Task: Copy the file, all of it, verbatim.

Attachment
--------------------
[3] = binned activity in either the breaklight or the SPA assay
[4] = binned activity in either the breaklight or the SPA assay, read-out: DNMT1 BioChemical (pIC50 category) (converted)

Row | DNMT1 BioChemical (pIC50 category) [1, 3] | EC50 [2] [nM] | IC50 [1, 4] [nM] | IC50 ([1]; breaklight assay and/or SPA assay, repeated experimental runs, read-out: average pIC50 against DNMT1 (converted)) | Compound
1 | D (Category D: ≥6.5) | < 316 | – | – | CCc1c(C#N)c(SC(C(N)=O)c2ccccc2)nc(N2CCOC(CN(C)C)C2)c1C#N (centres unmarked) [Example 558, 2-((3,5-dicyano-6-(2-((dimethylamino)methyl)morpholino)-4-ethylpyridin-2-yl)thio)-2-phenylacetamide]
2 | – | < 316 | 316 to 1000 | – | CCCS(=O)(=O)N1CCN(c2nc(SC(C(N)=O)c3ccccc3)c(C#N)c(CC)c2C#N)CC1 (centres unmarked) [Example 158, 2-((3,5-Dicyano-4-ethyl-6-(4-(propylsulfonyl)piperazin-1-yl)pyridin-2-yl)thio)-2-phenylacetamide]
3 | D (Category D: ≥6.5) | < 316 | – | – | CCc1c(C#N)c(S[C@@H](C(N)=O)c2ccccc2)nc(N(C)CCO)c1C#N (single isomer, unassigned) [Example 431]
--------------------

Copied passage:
[3] = binned activity in either the breaklight or the SPA assay
[4] = binned activity in either the breaklight or the SPA assay, read-out: DNMT1 BioChemical (pIC50 category) (converted)

Row | DNMT1 BioChemical (pIC50 category) [1, 3] | EC50 [2] [nM] | IC50 [1, 4] [nM] | IC50 ([1]; breaklight assay and/or SPA assay, repeated experimental runs, read-out: average pIC50 against DNMT1 (converted)) | Compound
1 | D (Category D: ≥6.5) | < 316 | – | – | CCc1c(C#N)c(SC(C(N)=O)c2ccccc2)nc(N2CCOC(CN(C)C)C2)c1C#N (centres unmarked) [Example 558, 2-((3,5-dicyano-6-(2-((dimethylamino)methyl)morpholino)-4-ethylpyridin-2-yl)thio)-2-phenylacetamide]
2 | – | < 316 | 316 to 1000 | – | CCCS(=O)(=O)N1CCN(c2nc(SC(C(N)=O)c3ccccc3)c(C#N)c(CC)c2C#N)CC1 (centres unmarked) [Example 158, 2-((3,5-Dicyano-4-ethyl-6-(4-(propylsulfonyl)piperazin-1-yl)pyridin-2-yl)thio)-2-phenylacetamide]
3 | D (Category D: ≥6.5) | < 316 | – | – | CCc1c(C#N)c(S[C@@H](C(N)=O)c2ccccc2)nc(N(C)CCO)c1C#N (single isomer, unassigned) [Example 431]